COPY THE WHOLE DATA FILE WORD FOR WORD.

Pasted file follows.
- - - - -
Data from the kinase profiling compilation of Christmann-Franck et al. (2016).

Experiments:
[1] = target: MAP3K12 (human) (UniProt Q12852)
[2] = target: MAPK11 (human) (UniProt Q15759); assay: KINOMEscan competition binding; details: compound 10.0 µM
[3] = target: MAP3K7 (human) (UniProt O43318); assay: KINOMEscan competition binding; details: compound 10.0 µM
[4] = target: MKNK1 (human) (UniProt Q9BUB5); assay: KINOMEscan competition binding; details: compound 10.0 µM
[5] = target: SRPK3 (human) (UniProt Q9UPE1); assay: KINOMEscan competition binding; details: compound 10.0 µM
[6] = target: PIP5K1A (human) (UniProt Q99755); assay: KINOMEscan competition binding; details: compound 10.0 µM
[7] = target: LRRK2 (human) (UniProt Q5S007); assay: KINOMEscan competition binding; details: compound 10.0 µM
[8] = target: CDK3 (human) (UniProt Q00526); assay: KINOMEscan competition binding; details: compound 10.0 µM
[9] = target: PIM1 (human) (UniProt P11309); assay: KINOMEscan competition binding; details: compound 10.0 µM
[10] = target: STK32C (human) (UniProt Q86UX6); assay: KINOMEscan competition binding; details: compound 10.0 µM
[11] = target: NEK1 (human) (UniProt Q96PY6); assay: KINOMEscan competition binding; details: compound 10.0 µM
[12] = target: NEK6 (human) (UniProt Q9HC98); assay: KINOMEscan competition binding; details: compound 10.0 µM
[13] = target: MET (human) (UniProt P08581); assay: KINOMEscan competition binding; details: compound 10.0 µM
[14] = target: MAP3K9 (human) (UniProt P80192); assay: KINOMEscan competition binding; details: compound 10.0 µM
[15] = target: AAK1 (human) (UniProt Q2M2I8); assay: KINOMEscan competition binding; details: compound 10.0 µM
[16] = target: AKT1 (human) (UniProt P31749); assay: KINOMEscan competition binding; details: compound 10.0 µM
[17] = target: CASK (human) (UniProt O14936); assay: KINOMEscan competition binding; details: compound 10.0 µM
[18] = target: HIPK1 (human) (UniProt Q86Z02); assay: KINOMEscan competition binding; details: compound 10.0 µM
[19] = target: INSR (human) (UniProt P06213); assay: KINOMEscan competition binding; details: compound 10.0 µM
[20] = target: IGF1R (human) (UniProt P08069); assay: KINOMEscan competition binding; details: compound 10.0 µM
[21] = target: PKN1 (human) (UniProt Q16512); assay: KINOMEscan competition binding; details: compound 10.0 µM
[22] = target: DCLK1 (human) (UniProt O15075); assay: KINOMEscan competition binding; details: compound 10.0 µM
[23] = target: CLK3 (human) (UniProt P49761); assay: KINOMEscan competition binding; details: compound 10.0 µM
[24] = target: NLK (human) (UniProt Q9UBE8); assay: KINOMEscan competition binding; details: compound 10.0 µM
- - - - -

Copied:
Data from the kinase profiling compilation of Christmann-Franck et al. (2016).

Experiments:
[1] = target: MAP3K12 (human) (UniProt Q12852)
[2] = target: MAPK11 (human) (UniProt Q15759); assay: KINOMEscan competition binding; details: compound 10.0 µM
[3] = target: MAP3K7 (human) (UniProt O43318); assay: KINOMEscan competition binding; details: compound 10.0 µM
[4] = target: MKNK1 (human) (UniProt Q9BUB5); assay: KINOMEscan competition binding; details: compound 10.0 µM
[5] = target: SRPK3 (human) (UniProt Q9UPE1); assay: KINOMEscan competition binding; details: compound 10.0 µM
[6] = target: PIP5K1A (human) (UniProt Q99755); assay: KINOMEscan competition binding; details: compound 10.0 µM
[7] = target: LRRK2 (human) (UniProt Q5S007); assay: KINOMEscan competition binding; details: compound 10.0 µM
[8] = target: CDK3 (human) (UniProt Q00526); assay: KINOMEscan competition binding; details: compound 10.0 µM
[9] = target: PIM1 (human) (UniProt P11309); assay: KINOMEscan competition binding; details: compound 10.0 µM
[10] = target: STK32C (human) (UniProt Q86UX6); assay: KINOMEscan competition binding; details: compound 10.0 µM
[11] = target: NEK1 (human) (UniProt Q96PY6); assay: KINOMEscan competition binding; details: compound 10.0 µM
[12] = target: NEK6 (human) (UniProt Q9HC98); assay: KINOMEscan competition binding; details: compound 10.0 µM
[13] = target: MET (human) (UniProt P08581); assay: KINOMEscan competition binding; details: compound 10.0 µM
[14] = target: MAP3K9 (human) (UniProt P80192); assay: KINOMEscan competition binding; details: compound 10.0 µM
[15] = target: AAK1 (human) (UniProt Q2M2I8); assay: KINOMEscan competition binding; details: compound 10.0 µM
[16] = target: AKT1 (human) (UniProt P31749); assay: KINOMEscan competition binding; details: compound 10.0 µM
[17] = target: CASK (human) (UniProt O14936); assay: KINOMEscan competition binding; details: compound 10.0 µM
[18] = target: HIPK1 (human) (UniProt Q86Z02); assay: KINOMEscan competition binding; details: compound 10.0 µM
[19] = target: INSR (human) (UniProt P06213); assay: KINOMEscan competition binding; details: compound 10.0 µM
[20] = target: IGF1R (human) (UniProt P08069); assay: KINOMEscan competition binding; details: compound 10.0 µM
[21] = target: PKN1 (human) (UniProt Q16512); assay: KINOMEscan competition binding; details: compound 10.0 µM
[22] = target: DCLK1 (human) (UniProt O15075); assay: KINOMEscan competition binding; details: compound 10.0 µM
[23] = target: CLK3 (human) (UniProt P49761); assay: KINOMEscan competition binding; details: compound 10.0 µM
[24] = target: NLK (human) (UniProt Q9UBE8); assay: KINOMEscan competition binding; details: compound 10.0 µM